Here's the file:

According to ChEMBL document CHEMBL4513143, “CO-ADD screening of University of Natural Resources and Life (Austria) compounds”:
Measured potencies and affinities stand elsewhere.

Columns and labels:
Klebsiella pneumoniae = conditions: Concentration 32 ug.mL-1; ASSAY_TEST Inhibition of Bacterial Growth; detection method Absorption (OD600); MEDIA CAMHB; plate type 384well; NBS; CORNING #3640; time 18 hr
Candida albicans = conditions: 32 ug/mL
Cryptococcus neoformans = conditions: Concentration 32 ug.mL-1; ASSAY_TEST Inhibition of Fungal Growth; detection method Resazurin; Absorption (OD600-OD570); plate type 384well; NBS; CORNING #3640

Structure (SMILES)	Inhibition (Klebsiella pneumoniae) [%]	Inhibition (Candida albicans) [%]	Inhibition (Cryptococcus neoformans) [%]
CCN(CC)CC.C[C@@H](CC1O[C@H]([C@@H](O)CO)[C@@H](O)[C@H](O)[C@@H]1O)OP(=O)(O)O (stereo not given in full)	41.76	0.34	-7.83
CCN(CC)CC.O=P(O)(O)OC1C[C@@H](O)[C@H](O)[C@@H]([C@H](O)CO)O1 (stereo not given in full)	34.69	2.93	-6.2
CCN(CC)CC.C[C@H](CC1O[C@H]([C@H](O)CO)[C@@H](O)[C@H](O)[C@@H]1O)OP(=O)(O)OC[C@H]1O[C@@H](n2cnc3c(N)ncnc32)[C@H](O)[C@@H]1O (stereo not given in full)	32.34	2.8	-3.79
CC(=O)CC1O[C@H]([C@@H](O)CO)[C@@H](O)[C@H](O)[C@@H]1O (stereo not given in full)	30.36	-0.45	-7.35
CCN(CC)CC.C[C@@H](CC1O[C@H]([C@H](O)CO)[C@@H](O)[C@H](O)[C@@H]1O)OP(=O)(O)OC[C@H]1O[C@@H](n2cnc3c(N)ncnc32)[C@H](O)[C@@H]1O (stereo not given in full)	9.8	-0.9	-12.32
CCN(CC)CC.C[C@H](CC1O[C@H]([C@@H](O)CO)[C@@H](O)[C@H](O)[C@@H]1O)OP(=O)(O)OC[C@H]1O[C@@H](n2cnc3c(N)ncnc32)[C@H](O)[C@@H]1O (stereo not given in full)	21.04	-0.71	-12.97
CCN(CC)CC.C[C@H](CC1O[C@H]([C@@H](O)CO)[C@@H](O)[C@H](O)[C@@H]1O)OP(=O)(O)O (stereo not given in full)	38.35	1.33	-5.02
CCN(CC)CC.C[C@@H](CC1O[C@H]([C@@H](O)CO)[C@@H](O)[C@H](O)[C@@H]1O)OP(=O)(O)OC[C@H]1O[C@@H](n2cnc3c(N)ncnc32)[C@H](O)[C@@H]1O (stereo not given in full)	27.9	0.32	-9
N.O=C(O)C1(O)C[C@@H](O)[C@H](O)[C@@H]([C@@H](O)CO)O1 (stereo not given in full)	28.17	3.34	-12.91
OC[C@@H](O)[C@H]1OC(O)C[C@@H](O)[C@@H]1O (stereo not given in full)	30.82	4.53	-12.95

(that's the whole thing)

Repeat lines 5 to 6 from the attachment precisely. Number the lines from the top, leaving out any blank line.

Candida albicans = conditions: 32 ug/mL
Cryptococcus neoformans = conditions: Concentration 32 ug.mL-1; ASSAY_TEST Inhibition of Fungal Growth; detection method Resazurin; Absorption (OD600-OD570); plate type 384well; NBS; CORNING #3640